According to another study, eight to 10 years elapse from time of first onset to a correct diagnosis. According to two DBSA surveys from 1994 and 2000, one-third of those misdiagnosed remain that way for a decade. Typically, these patients are subjected to endless rounds of antidepressants that are likely to make their condition worse, even much worse, not better.
Major alert: antidepressants and bipolar do not mix.
In a 2013 editorial in the International Journal of Bipolar Disorders, Swiss psychiatrist Jules Angst reported that 40 percent of those treated with unipolar depression are actually "hidden bipolars."
Is there anything in your depression – with no reference to your ups – that might send up bipolar red flags? The most apparent one, it seems, is that those with bipolar depression tend to exhibit vegetative qualities rather than agitated. This includes such features as motor retardation, more time sleeping, and weight gain. In an article in Psychiatric Services in 2001, Charles Bowden of the University of Texas, San Antonio also pointed to acute onset or abatement of symptoms, and greater lability (ie more instability such as mood swings) during episodes.
Dr Bowden’s article represents a consensus among researchers into bipolar depression, so let’s continue. The article also mentioned that those with bipolar depression tend to have much higher scores for extraversion, novelty-seeking, and being less judgmental than their unipolar counterparts.
Dr Bowden also brought up seasonal depression, which is more likely to manifest in those in the bipolar spectrum.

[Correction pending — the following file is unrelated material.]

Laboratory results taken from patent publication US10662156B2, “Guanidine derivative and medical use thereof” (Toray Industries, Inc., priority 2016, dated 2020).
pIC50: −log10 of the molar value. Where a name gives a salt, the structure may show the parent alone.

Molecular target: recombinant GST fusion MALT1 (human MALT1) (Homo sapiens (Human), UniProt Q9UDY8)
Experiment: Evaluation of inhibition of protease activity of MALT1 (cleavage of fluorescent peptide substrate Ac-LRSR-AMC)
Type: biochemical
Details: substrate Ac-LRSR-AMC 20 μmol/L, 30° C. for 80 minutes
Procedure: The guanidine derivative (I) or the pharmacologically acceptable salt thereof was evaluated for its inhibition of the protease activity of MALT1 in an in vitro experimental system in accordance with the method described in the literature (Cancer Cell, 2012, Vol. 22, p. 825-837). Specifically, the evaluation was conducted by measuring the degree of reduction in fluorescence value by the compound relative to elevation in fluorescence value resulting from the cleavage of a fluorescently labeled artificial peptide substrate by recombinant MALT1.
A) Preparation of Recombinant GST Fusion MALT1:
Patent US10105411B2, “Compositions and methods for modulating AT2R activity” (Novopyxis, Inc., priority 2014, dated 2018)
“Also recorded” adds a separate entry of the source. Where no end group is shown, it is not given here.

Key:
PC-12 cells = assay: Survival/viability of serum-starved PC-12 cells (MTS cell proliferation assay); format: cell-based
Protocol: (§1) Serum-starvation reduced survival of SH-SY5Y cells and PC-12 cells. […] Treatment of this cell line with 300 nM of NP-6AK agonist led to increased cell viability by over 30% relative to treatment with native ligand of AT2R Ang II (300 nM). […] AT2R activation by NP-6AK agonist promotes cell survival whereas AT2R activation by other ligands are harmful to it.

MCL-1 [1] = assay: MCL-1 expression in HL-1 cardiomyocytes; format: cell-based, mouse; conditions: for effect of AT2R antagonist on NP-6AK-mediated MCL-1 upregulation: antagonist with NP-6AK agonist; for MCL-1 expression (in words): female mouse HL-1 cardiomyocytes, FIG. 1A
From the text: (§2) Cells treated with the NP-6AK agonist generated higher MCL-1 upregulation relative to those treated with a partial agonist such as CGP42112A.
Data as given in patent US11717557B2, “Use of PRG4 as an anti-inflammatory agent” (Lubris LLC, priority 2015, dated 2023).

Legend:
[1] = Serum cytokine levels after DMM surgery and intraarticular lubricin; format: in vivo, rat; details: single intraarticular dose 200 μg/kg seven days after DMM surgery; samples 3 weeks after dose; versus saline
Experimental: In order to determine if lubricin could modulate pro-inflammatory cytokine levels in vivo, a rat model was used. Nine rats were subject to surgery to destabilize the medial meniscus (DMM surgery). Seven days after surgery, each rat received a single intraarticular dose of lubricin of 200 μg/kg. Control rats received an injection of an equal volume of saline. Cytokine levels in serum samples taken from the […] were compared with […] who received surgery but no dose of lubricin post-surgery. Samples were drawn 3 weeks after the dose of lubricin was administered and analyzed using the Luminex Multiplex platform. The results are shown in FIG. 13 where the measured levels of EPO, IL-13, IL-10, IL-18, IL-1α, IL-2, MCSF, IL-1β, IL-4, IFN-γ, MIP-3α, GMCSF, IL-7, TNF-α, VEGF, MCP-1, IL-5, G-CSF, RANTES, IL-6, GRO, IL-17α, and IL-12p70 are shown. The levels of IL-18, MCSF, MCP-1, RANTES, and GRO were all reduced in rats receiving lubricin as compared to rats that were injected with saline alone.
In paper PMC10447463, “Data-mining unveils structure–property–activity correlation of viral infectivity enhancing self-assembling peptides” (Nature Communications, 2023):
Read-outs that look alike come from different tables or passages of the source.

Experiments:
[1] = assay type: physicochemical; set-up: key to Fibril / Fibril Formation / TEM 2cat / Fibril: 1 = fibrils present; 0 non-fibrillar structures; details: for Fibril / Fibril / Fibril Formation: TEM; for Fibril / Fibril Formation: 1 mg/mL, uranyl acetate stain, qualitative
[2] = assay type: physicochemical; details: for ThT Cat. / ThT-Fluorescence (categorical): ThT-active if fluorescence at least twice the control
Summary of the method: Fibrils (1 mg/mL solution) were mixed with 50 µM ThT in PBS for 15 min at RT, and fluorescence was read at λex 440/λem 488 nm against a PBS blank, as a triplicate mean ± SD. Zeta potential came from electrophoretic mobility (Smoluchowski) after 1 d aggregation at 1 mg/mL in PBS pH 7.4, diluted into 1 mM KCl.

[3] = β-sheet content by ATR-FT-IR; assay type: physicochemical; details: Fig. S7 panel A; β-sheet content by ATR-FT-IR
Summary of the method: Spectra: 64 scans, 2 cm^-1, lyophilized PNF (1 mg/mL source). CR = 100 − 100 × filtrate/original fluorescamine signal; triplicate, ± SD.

We also have age of onset. As a general rule, bipolar tends to turn up at an earlier age than unipolar depression. Typically, this occurs during the transition from youth to adult, in the late teens and early twenties. But here is the catch: Those first episodes are inevitably depressive ones. The mania outbreaks tend to occur later.
Having pointed out these clues (together with evidence of past depressions), Dr Bowden cautioned that “no single or specific constellation of these symptomatic presentations allows unequivocal diagnosis of unipolar or bipolar depression.”
So there is the rub – no clear-cut picture. Again, we have to be our own experts. Keep in mind, when depressed it is literally impossible to recall when we ever felt good, or even normal, much less feeling manic or hypomanic. If our current depression gives us little to go on, can our past depressions offer up a some clues?
In other articles on this site, I place great emphasis on the fact that bipolar is a cycling illness. In a depressed state, you may not recall your "ups," but you will most likely be able to recollect your downs. Say that time in high school when you went from an A to a C student. Or quit your job or broke off an engagement.
Here, we are seeing indications of past depressions, presumably broken up by periods of "normal." Recurring depressions, in other words. The strong suggestion here is that your current depression is not your first, that they may have begun at a much younger age, and that it seems that they have cycled in and out over the course of your life.
This, alone, hardly amounts to incontrovertible evidence of bipolar, but we are now on the right track, asking the right questions.
We now have a major red flag that indicates that you could be one of those "hidden bipolars."
Observe everything, take nothing for granted …
Based on my book, NOT JUST UP AND DOWN, June 20, 2016.